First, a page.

Outsourcing Trends Becoming Important in 2015

IBA Group
Mark Hillary

I was recently asked about the classic price vs service argument by a consultant who advises on IT outsourcing. I replied that I am surprised there is still a debate over this. You can compare IT supplier based on the quality of what they do and then compare equally competent suppliers on price, but price is not a primary variable that should be used to compare companies.

After all, if the service delivered does not work then how much have you saved? The price debate reminds me of where IT outsourcing was a decade ago – it was surprising to be asked about this in 2015 when most organisations have a far more mature approach to finding expert partners.

I looked at CIO magazine to see what they considered the key trends in IT outsourcing would be this year. They published a good summary at the beginning of the year and never once mentioned that price would be an important comparison point.

Several of the trends they identified are very important though and I don’t feel that they are being given enough focus in the business and technology media:

1. A focus on outcomes: outcome based pricing has been around for years, but is often focused on BPO outsourcing where specific business processes can be priced. A focus on the outcome rather than process of delivering IT will be how many projects are charged in future.

2. The business ordering direct. The CIO used to manage all information systems, but now the business units are doing far more ordering direct because many solutions can be delivered using apps or the cloud, therefore not impacting on the infrastructure managed by the CIO. This means that suppliers need to develop new relationships and change their sales strategy.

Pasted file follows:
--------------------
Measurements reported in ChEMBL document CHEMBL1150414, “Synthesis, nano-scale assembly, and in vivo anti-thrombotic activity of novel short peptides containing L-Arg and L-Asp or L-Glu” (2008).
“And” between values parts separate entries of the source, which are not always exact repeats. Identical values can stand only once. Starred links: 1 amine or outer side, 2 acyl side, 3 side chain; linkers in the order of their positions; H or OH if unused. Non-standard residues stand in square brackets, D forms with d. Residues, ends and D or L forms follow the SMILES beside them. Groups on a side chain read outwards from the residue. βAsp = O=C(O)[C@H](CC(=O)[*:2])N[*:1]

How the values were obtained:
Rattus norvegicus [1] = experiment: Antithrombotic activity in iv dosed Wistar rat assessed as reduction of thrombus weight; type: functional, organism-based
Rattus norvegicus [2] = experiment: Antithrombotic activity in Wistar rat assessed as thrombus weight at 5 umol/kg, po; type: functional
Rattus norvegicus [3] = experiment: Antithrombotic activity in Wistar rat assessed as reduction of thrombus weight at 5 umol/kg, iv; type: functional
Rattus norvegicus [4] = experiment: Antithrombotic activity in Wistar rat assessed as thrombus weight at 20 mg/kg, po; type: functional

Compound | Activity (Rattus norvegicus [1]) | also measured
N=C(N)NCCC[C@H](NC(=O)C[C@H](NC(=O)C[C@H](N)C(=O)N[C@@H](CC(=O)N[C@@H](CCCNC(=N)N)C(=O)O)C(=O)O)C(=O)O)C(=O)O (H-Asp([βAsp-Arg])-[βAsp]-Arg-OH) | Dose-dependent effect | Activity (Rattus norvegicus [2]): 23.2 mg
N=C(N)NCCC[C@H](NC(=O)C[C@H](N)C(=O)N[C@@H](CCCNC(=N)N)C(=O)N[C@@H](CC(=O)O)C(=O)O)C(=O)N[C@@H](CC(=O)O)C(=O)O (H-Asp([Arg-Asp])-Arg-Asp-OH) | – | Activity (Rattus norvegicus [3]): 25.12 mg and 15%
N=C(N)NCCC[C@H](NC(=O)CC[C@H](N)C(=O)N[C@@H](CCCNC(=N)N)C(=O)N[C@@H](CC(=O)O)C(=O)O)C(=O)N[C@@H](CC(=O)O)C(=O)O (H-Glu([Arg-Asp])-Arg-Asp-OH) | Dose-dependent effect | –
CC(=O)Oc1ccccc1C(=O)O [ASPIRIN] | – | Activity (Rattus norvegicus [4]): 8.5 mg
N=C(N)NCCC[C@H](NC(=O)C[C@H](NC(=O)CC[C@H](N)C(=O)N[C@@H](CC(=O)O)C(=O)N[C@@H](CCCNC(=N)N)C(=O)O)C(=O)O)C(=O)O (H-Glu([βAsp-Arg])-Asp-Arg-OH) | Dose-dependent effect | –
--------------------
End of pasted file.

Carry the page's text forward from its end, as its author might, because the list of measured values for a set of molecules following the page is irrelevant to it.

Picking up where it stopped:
3. Analytics taking over. In areas such as CRM and customer service technology systems data is all that matters now. This approach to data-led decision-making is affecting many business functions including the more creative ones such as sales and marketing.

The IT outsourcing trends are changing and developing as the IT services space develops, but sometimes it seems that the advisors cannot escape some of the old debates.

The age of the CIO as IT leader is over?

IBA Group
Mark Kobayashi-Hillary

IT is changing fast and it can be hard to keep up, but companies in the IT services business know that one thing is certain, the role of the Chief Information Officer (CIO) is changing fast.

The Chief Financial Officer (CFO) is becoming more involved in technology decisions in many companies as IT moves itself more closely to the business across all industry sectors.

It’s no surprise. Think for a moment about the big difference between Business Process Outsourcing (BPO) and IT Outsourcing. With BPO, the person commissioning the work is a business leader, the head of finance, the head of HR, the head of operations… they don’t really care about the underlying technology. They just want to buy a solution that works for their business.

Now think about IT services. IT suppliers have worked with the CIO for many years – selling solutions to the technology head. Yet the role of the CIO seems to have changed during the economic slowdown. Companies require their CIO, CFO, and business leaders to work more closely than ever in ensuring that the business benefits from the decision made by all the executives.

Take a look at what IT expert Angelica Mari says in her book ‘Reboot: Leading IT in the information age’: “The CIO is quickly losing their traditional power base focused on the ownership of physical assets. The basement stuffed full of ‘kit’ is no more. In this environment, only the fittest – or smartest – will survive.”

But why has this change taken place? The past couple of years have been tough for everyone. The role of the CIO has evolved and changed because IT has become more important than ever – in all industries.

In travel, it’s probably CRM that is the most important investment right now. In government it is technology that can reduce transaction costs… In most industries, IT has become so pervasive that the companies could not operate without it. So, with IT becoming more strategic than ever, how come many industry analysts believe that the age of the CIO as technology leader is over?